FISHER: We’ve definitely seen one of the most interesting first quarters, I think, as it relates to the markets. Anxiety levels have remained pretty high among a lot of investors because of the volatility that we’ve experienced. The definition of recession has been debated and discussed recently, but I think it’s probably safe to say that we’re there. But I think there are many catalysts for eventual recovery to start to take root in the markets, and housing has worked off a lot of its excess. Monetary policy, as we have seen, has been a little more accommodating. Corporate health appears to be robust. And, as a result, many of the valuations within the market do appear to be compelling.
DANIELS: If you look at what’s going on in a global perspective, things are positive. Overall, global growth is expected to be about 2.6 percent, and it’s supposed to be about 2.5 percent in 2009. If you break out the established economies from the emerging economies, growth is expected to be about 6.5 percent this year and 6.2 percent in 2009. If you look at the United States, we have not seen out commercial clients having difficulty. People are growing, particularly companies that are doing business outside of the United States. Their businesses are achieving a natural balance because they are in more than one economy.
MATHIAS: Let’s deal with some issues facing a hypothetical individual investor of $5 to $10 million net worth, middle age …. What are reasonable return expectations in the environment that you forsee?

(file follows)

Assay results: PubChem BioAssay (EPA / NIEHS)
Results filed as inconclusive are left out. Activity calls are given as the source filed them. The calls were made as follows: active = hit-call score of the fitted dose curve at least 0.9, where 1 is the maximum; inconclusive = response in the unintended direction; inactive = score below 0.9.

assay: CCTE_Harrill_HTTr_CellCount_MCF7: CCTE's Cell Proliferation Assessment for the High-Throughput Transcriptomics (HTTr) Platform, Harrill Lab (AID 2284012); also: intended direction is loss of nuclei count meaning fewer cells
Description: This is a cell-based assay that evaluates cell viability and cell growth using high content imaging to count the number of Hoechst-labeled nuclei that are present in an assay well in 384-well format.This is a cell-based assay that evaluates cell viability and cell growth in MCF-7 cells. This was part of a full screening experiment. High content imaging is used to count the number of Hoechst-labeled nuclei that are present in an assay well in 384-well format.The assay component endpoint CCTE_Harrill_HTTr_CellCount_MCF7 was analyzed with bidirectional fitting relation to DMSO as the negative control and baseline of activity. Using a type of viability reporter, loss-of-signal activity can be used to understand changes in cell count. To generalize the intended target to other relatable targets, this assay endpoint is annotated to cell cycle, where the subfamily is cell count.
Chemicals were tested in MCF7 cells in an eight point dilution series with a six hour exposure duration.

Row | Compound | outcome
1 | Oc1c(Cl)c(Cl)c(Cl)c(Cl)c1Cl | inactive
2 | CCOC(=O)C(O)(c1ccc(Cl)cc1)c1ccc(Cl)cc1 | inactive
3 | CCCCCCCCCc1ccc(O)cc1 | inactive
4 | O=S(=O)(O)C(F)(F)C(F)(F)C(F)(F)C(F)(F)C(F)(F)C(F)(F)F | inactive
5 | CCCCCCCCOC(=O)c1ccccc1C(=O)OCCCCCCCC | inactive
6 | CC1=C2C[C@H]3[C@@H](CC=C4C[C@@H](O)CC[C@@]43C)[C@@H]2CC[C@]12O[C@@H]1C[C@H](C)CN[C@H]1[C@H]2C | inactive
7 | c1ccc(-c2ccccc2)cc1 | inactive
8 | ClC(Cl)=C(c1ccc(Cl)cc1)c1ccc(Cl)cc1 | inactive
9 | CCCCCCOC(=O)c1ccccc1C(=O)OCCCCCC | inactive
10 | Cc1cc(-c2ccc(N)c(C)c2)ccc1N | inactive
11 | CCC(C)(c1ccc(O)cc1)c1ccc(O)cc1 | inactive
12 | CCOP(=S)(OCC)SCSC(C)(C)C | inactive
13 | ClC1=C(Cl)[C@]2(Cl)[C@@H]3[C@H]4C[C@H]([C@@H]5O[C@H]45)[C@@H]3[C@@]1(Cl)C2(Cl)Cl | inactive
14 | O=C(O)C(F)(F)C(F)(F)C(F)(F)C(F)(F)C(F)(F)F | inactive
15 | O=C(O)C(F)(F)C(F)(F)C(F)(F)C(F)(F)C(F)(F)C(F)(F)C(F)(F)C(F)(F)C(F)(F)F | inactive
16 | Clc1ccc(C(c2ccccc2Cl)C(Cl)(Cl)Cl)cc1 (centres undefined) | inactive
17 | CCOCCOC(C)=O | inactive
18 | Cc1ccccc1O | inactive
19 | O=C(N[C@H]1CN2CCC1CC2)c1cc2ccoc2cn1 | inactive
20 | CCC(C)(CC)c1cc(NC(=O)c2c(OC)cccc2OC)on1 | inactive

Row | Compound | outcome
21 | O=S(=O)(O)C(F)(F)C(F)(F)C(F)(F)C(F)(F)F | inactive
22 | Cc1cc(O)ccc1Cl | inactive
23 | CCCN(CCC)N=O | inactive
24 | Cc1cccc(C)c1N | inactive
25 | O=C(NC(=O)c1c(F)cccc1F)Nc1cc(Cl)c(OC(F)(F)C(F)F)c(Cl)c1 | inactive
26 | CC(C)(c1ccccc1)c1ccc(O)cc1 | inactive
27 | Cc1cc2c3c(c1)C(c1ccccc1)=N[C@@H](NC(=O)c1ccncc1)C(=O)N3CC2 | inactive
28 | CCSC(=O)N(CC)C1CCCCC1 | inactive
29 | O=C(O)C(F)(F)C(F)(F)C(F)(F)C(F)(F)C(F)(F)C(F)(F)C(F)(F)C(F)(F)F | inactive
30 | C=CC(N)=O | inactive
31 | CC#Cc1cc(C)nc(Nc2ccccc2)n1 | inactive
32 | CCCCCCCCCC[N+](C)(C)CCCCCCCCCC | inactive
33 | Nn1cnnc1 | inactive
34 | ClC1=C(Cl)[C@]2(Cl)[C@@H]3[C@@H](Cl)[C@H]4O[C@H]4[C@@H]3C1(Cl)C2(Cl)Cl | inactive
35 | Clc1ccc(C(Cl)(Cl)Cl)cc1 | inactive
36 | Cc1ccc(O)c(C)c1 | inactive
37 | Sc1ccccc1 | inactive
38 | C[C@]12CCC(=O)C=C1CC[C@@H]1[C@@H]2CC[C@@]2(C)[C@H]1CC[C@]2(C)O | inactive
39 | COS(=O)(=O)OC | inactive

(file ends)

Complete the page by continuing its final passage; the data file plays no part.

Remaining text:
FISHER: Our clients are trying to preserve a wealth to support their lifestyle – and our minimums are $10 million, with the average client tending to be north of $25 million. With that in mind, we’ll construct a portfolio that accomplishes that by using all the major asset classes.
MATHIAS: What’s a reasonable return expectation over the time horizon that you’ve identified?
FISHER: We all got spoiled by fairly strong double-digit returns back in the late 90s, and I think we’re going to see a lot of volatility coming out for the next several years as the markets shake out. You can’t say with any kind of definitiveness what to expect.
EISEN: Most of our clients are between $50 and $70 million net range on the individual side, who are really not spending down principal for the most part …. The goal is to establish a target that will allow them to have a reasonable chance of meeting a spending policy of their own in retirement and still offer the ability to pass money on to the next generation. We do believe that returns are not going to be what they were before. We think that they’re going to be somewhat muted, possibly because of what I said earlier in terms of growing very quickly in value. [In terms of range], probably high single digits, seven to eight.